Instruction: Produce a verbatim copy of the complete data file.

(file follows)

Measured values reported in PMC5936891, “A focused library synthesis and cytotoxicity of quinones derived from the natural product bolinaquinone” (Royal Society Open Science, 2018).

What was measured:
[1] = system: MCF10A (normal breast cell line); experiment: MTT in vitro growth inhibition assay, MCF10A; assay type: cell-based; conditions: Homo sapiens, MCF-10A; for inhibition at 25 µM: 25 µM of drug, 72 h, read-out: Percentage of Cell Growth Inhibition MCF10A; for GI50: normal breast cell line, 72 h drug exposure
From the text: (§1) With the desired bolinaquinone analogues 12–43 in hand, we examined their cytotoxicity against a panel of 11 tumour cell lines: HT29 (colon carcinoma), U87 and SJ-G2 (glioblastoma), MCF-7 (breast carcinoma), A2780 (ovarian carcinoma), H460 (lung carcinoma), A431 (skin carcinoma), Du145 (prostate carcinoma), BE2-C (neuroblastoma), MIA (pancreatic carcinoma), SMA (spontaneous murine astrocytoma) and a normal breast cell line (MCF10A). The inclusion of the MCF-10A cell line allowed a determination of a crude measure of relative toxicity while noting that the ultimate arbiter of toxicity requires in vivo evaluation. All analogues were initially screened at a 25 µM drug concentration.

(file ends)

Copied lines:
Measured values reported in PMC5936891, “A focused library synthesis and cytotoxicity of quinones derived from the natural product bolinaquinone” (Royal Society Open Science, 2018).

What was measured:
[1] = system: MCF10A (normal breast cell line); experiment: MTT in vitro growth inhibition assay, MCF10A; assay type: cell-based; conditions: Homo sapiens, MCF-10A; for inhibition at 25 µM: 25 µM of drug, 72 h, read-out: Percentage of Cell Growth Inhibition MCF10A; for GI50: normal breast cell line, 72 h drug exposure
From the text: (§1) With the desired bolinaquinone analogues 12–43 in hand, we examined their cytotoxicity against a panel of 11 tumour cell lines: HT29 (colon carcinoma), U87 and SJ-G2 (glioblastoma), MCF-7 (breast carcinoma), A2780 (ovarian carcinoma), H460 (lung carcinoma), A431 (skin carcinoma), Du145 (prostate carcinoma), BE2-C (neuroblastoma), MIA (pancreatic carcinoma), SMA (spontaneous murine astrocytoma) and a normal breast cell line (MCF10A). The inclusion of the MCF-10A cell line allowed a determination of a crude measure of relative toxicity while noting that the ultimate arbiter of toxicity requires in vivo evaluation. All analogues were initially screened at a 25 µM drug concentration.